Finally, it is worth mentioning that the court a quo, in its "Notice of Pre-Trial Conference," required the parties to state in their respective preliminary conference briefs the following:

x x x

Noticeably, the court a quo overlooked the rule applicable in the instant case, i.e., Section 4, Rule 9 of A.M. No. 07-4-15-SC, as it failed to include all the matters required under the said rule. On the contrary the foregoing notice is more akin to the provision on pre-trial brief under the Rules on Civil Procedure. Notwithstanding this, the court a quo hastily dismissed the election protest for non-compliance with Section 4, Rule 9 of A.M. 07-4-15-SC.13ςrνll (Underscoring in the original; additional emphasis supplied)

Gravides filed a motion for reconsideration which was denied by the Commission En Banc in its Order dated November 23, 2011. The denial of the motion was based on the failure to pay the required motion fees prescribed under Section 7(f), Rule 40, COMELEC Rules of Procedure, as amended by COMELEC Minute Resolution No. 02-130 dated September 18, 2002, in relation to Section 18 of the same Rule, to wit:chanroblesvirtuallawlibrary

It Motion for Reconsideration should be accompanied by the payment of the correct amount of motion fee and should be paid within the five (5)-day period for the filing of said motion.

There being no valid motion for reconsideration to speak of, the provision of Section 13, paragraph (c) Rule 18, Comelec Rules of Procedure applies, to wit:chanroblesvirtuallawlibrary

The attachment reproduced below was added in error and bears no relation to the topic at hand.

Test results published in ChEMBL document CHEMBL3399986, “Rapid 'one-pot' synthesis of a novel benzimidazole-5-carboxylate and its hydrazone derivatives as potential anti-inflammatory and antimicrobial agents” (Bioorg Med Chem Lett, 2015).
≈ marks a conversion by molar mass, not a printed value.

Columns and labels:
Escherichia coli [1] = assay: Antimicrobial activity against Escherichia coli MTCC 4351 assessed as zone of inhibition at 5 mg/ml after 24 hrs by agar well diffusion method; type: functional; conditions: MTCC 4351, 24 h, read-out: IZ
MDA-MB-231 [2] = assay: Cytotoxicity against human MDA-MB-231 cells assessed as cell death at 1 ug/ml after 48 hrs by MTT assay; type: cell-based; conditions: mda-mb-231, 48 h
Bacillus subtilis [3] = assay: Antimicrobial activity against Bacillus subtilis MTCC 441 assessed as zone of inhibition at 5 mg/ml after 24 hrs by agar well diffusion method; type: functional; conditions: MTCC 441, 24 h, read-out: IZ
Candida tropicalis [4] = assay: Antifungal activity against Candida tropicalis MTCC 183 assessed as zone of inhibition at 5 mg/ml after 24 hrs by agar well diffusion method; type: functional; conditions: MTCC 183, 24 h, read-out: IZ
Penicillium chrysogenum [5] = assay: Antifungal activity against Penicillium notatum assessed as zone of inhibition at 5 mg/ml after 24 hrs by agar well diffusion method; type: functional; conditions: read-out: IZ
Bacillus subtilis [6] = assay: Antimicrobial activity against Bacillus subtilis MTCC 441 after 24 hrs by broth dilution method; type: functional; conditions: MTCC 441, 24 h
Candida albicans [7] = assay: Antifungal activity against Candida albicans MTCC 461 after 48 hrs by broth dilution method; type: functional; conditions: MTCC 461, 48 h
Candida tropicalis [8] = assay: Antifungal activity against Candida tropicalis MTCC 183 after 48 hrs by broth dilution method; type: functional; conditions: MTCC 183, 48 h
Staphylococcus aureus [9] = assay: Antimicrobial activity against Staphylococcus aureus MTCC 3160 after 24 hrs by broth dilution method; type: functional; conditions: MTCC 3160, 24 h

Rule 18 Decisions

x x x x x x x x x

"Sec. 13.Finality of Decisions or Resolutions.

x x x x x x x x x

(c) Unless a motion for reconsideration is seasonably filed, a decision or resolution of a Division shall become final and executory after the lapse of five (5) days in Special actions and Special cases and after fifteen (15) days in all other actions or proceedings, following its promulgation."

Hence, the Resolution of the Commission (First Division) promulgated on August 25, 2011, copy of which was received by protestee-appellees counsel on September 1, 2011, per admission in her Motion for Reconsideration filed on September 6, 2011, had become final and executoryas of September 17, 2011.14ςrνll

Hence, this petition raising the following issues:

I. WHETHER PUBLIC RESPONDENT COMMITTED A GRAVE ABUSE OF DISCRETION AMOUNTING TO LACK OR EXCESS OF JURISDICTION WHEN IT ISSUED ITS RESOLUTION DATED AUGUST 25, 2011 IN CLEAR CONTRAVENTION OF SECTION 4 IN RELATION TO SECTIONS 5 AND 6, RULE 9 OF A.M. NO. 07-4-15-SC OR THE RULES OF PROCEDURE IN ELECTION CONTESTS BEFORE THE COURTS INVOLVING ELECTIVE MUNICIPAL AND BARANGAY OFFICIALS AND THE SUPREME COURT EN BANC RULING IN CABRERA VS. COMELEC (G.R. NO. 182084, OCTOBER 6, 2008).

II. WHETHER PUBLIC RESPONDENT COMMITTED A GRAVE ABUSE OF DISCRETION AMOUNTING TO LACK OR EXCESS OF JURISDICTION WHEN IT ISSUED ITS RESOLUTION DATED AUGUST 25, 2011 REVERSING THE DECISION OF BRANCH 33, METC QUEZON CITY JUDGE ALFREDO AMPUAN, WHICH WAS ISSUED IN ACCORDANCE WITH LAW.

III. WHETHER PUBLIC RESPONDENT COMMITTED A GRAVE ABUSE OF DISCRETION AMOUNTING TO LACK OR EXCESS OF JURISDICTION IN CONSIDERING THE NARROW LEAD OF PETITIONER OVER PRIVATE RESPONDENT IN REVERSING THE ORDER OF JUDGE AMPUAN DATED DECEMBER 7, 2010, DISMISSING THE ELECTION PROTEST OF PRIVATE RESPONDENT IN ACCORDANCE WITH LAW.

IV. WHETHER PUBLIC RESPONDENT COMMITTED A GRAVE ABUSE OF DISCRETION AMOUNTING TO LACK OR EXCESS OF JURISDICTION IN GIVING THE MANDATORY RULES GOVERNING THE FILING OF PRELIMINARY CONFERENCE BRIEFS AND ITS REQUIRED CONTENTS UNDER SECTION 4, RULE 9 OF A.M. NO.07-4-15-SC A LIBERAL CONSTRUCTION.